You would have to check with your local chamber of commerce. Laws are different from state to state. As stated in a post by F1Frankie. You can claim income on your name using your SSN, or you can register as a business to get a DBA number. Either way will be legal because you will pay taxes on the money earned, UNLESS local law requires you to register as a business.

  8. #8
    SitePoint Member F1Frankie's Avatar
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    Quote Originally Posted by detzX View Post
    http://en.wikipedia.org/wiki/Sole_proprietorship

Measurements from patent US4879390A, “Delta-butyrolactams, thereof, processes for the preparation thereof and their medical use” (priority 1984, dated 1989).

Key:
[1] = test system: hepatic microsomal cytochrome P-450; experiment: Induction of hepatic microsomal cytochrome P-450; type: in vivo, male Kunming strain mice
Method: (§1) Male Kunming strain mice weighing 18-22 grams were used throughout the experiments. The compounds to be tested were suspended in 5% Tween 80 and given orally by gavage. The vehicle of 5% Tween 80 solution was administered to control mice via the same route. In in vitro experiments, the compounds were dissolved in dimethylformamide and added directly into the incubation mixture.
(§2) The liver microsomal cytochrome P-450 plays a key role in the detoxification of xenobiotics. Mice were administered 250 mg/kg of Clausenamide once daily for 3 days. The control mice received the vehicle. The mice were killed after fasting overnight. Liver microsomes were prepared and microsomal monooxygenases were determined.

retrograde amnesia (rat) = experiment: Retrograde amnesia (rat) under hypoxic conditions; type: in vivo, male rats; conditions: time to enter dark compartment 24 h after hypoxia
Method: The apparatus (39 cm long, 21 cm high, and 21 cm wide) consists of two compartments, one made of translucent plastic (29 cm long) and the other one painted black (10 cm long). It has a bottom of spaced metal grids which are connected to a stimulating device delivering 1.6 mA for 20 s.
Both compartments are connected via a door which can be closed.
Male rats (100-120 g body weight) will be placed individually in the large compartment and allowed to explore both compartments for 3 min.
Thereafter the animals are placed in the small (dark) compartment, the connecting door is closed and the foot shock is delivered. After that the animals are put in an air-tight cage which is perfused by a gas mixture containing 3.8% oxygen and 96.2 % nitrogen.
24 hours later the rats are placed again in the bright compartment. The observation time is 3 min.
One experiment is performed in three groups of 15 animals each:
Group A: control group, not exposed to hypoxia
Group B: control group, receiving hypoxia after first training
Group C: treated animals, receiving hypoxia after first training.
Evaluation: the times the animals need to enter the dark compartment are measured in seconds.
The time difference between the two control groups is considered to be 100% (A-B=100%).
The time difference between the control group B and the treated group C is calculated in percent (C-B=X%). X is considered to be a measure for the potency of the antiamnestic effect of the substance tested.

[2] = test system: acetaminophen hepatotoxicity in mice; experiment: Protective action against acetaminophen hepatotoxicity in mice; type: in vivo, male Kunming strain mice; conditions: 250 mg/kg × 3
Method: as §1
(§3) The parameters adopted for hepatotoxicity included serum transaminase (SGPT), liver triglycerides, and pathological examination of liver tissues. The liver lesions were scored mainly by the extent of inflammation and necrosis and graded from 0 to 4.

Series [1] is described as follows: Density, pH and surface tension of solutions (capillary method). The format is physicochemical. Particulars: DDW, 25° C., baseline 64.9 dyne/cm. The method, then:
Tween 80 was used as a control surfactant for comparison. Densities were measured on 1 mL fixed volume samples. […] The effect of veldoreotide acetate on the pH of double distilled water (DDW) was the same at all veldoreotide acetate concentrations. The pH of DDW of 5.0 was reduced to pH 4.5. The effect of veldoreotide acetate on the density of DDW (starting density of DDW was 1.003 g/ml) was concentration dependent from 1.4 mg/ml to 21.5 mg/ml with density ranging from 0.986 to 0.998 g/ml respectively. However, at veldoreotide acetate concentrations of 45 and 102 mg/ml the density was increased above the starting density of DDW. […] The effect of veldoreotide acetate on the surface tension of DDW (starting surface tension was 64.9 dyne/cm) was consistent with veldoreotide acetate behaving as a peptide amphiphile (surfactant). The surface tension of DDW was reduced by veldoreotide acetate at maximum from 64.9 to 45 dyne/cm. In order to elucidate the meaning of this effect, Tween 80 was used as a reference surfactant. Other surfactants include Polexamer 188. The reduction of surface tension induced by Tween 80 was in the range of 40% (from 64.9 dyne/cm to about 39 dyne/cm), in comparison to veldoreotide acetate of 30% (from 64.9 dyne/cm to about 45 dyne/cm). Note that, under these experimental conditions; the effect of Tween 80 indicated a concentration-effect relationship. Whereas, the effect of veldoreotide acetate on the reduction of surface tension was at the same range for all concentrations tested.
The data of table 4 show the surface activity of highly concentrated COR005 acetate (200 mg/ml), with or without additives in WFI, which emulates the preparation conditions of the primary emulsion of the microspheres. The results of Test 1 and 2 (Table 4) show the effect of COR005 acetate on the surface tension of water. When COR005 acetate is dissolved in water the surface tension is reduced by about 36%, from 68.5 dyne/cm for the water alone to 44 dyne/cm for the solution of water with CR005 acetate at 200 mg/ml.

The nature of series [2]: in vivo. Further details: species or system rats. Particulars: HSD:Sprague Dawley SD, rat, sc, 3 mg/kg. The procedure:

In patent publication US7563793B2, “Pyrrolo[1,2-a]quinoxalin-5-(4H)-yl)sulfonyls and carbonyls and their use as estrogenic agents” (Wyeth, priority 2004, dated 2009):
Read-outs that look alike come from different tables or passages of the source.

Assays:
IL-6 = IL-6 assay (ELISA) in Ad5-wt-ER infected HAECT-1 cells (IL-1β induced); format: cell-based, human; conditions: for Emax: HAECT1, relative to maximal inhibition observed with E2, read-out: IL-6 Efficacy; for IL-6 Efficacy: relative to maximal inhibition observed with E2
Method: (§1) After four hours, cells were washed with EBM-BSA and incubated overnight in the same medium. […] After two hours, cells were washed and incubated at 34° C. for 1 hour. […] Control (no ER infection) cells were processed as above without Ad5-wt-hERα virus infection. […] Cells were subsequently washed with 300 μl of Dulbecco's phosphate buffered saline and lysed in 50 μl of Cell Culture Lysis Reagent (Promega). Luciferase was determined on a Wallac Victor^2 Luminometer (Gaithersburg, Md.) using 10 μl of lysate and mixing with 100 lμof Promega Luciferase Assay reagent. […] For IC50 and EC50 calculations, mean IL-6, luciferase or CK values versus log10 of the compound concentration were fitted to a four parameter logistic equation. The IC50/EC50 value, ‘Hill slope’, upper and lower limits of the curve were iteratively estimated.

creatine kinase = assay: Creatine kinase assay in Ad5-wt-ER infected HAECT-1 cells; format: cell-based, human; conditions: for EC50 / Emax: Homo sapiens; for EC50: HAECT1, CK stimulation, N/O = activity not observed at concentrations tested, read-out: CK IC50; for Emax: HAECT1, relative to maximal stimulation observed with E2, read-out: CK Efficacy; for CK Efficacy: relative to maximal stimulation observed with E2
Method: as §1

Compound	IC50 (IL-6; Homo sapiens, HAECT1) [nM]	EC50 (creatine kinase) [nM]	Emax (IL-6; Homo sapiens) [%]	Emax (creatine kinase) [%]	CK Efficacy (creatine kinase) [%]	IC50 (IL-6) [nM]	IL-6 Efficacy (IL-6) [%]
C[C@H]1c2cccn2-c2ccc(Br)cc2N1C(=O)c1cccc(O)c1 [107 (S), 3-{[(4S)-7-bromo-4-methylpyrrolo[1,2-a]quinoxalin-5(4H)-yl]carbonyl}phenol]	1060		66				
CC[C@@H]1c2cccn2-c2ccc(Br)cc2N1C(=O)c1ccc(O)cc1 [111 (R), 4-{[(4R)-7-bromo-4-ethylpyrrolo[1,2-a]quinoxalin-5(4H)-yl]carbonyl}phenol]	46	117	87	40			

Either or. You can have a business name and not be incorporated.
    DetzX, do you do business with people outside of your home state? If so, are there any special licenses or anything of that sort necessary?
    F1Frankie
    Web designer to be...one day
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  9. #9
    SitePoint Zealot detzX's Avatar
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    Quote Originally Posted by F1Frankie View Post
    DetzX, do you do business with people outside of your home state? If so, are there any special licenses or anything of that sort necessary?
    I do business with people in other countries. You don't need any licenses...if you pay your taxes Uncle Sam is happy.
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  10. #10
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    Local business license: if you don't have a storefront or have customers coming over to visit you enough to attract the unwanted attention of your neighbors, don't bother.